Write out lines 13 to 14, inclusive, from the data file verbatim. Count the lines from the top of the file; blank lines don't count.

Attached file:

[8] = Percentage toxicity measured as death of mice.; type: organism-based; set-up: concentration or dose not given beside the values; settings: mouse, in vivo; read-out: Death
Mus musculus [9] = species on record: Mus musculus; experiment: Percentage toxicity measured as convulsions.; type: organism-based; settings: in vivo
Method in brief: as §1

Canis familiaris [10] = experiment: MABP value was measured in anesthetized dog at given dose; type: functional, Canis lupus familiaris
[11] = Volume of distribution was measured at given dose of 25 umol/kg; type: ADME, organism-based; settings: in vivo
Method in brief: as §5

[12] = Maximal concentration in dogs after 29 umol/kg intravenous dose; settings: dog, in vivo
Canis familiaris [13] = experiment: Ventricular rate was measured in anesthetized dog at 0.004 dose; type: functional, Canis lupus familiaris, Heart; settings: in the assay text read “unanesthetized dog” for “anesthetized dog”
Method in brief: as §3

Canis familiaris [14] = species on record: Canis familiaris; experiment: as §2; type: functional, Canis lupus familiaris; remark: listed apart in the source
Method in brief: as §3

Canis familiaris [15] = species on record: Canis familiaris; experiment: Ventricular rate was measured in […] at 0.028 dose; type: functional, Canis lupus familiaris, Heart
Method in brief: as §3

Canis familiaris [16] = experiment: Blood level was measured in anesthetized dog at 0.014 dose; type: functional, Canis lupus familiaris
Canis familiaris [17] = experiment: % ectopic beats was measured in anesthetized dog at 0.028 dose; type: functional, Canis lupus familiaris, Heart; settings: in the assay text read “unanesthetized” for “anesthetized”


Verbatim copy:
Method in brief: as §3

Canis familiaris [16] = experiment: Blood level was measured in anesthetized dog at 0.014 dose; type: functional, Canis lupus familiaris